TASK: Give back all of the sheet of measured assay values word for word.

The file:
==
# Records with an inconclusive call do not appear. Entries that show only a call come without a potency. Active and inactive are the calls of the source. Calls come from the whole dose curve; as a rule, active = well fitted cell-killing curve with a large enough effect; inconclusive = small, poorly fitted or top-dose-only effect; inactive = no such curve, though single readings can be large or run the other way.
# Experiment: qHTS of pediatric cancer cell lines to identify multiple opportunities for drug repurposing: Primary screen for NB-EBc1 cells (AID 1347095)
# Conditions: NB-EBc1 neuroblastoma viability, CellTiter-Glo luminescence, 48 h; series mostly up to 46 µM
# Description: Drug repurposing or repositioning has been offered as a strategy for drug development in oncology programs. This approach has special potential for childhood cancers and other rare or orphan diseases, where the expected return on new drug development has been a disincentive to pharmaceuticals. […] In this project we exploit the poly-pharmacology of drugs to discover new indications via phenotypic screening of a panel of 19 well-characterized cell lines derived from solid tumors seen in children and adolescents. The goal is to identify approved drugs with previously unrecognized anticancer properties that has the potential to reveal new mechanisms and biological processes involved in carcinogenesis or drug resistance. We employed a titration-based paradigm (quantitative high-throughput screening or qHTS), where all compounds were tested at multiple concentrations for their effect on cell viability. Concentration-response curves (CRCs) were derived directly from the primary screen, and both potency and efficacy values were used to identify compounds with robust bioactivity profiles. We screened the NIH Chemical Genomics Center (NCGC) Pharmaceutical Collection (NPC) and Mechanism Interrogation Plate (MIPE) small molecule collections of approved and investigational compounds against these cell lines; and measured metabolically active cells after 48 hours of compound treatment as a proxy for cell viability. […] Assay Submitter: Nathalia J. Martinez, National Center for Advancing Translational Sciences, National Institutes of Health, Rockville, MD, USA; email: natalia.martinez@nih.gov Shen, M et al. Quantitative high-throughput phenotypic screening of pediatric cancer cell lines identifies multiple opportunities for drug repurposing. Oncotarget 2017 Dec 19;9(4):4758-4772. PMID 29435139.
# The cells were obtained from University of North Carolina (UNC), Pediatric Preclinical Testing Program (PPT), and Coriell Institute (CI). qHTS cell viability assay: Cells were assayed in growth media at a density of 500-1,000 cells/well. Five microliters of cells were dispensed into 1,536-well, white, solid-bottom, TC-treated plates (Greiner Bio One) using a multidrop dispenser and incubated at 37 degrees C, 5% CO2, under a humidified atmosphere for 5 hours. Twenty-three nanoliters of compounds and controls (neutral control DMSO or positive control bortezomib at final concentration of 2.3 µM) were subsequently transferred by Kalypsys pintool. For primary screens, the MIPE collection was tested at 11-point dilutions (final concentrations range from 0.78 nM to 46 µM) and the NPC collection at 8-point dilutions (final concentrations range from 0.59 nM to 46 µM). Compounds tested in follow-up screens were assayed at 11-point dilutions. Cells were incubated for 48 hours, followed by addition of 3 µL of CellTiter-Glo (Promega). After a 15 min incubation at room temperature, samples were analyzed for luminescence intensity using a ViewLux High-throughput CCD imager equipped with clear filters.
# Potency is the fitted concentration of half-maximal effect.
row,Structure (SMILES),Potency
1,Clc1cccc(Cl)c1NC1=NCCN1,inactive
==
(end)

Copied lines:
# Records with an inconclusive call do not appear. Entries that show only a call come without a potency. Active and inactive are the calls of the source. Calls come from the whole dose curve; as a rule, active = well fitted cell-killing curve with a large enough effect; inconclusive = small, poorly fitted or top-dose-only effect; inactive = no such curve, though single readings can be large or run the other way.
# Experiment: qHTS of pediatric cancer cell lines to identify multiple opportunities for drug repurposing: Primary screen for NB-EBc1 cells (AID 1347095)
# Conditions: NB-EBc1 neuroblastoma viability, CellTiter-Glo luminescence, 48 h; series mostly up to 46 µM
# Description: Drug repurposing or repositioning has been offered as a strategy for drug development in oncology programs. This approach has special potential for childhood cancers and other rare or orphan diseases, where the expected return on new drug development has been a disincentive to pharmaceuticals. […] In this project we exploit the poly-pharmacology of drugs to discover new indications via phenotypic screening of a panel of 19 well-characterized cell lines derived from solid tumors seen in children and adolescents. The goal is to identify approved drugs with previously unrecognized anticancer properties that has the potential to reveal new mechanisms and biological processes involved in carcinogenesis or drug resistance. We employed a titration-based paradigm (quantitative high-throughput screening or qHTS), where all compounds were tested at multiple concentrations for their effect on cell viability. Concentration-response curves (CRCs) were derived directly from the primary screen, and both potency and efficacy values were used to identify compounds with robust bioactivity profiles. We screened the NIH Chemical Genomics Center (NCGC) Pharmaceutical Collection (NPC) and Mechanism Interrogation Plate (MIPE) small molecule collections of approved and investigational compounds against these cell lines; and measured metabolically active cells after 48 hours of compound treatment as a proxy for cell viability. […] Assay Submitter: Nathalia J. Martinez, National Center for Advancing Translational Sciences, National Institutes of Health, Rockville, MD, USA; email: natalia.martinez@nih.gov Shen, M et al. Quantitative high-throughput phenotypic screening of pediatric cancer cell lines identifies multiple opportunities for drug repurposing. Oncotarget 2017 Dec 19;9(4):4758-4772. PMID 29435139.
# The cells were obtained from University of North Carolina (UNC), Pediatric Preclinical Testing Program (PPT), and Coriell Institute (CI). qHTS cell viability assay: Cells were assayed in growth media at a density of 500-1,000 cells/well. Five microliters of cells were dispensed into 1,536-well, white, solid-bottom, TC-treated plates (Greiner Bio One) using a multidrop dispenser and incubated at 37 degrees C, 5% CO2, under a humidified atmosphere for 5 hours. Twenty-three nanoliters of compounds and controls (neutral control DMSO or positive control bortezomib at final concentration of 2.3 µM) were subsequently transferred by Kalypsys pintool. For primary screens, the MIPE collection was tested at 11-point dilutions (final concentrations range from 0.78 nM to 46 µM) and the NPC collection at 8-point dilutions (final concentrations range from 0.59 nM to 46 µM). Compounds tested in follow-up screens were assayed at 11-point dilutions. Cells were incubated for 48 hours, followed by addition of 3 µL of CellTiter-Glo (Promega). After a 15 min incubation at room temperature, samples were analyzed for luminescence intensity using a ViewLux High-throughput CCD imager equipped with clear filters.
# Potency is the fitted concentration of half-maximal effect.
row,Structure (SMILES),Potency
1,Clc1cccc(Cl)c1NC1=NCCN1,inactive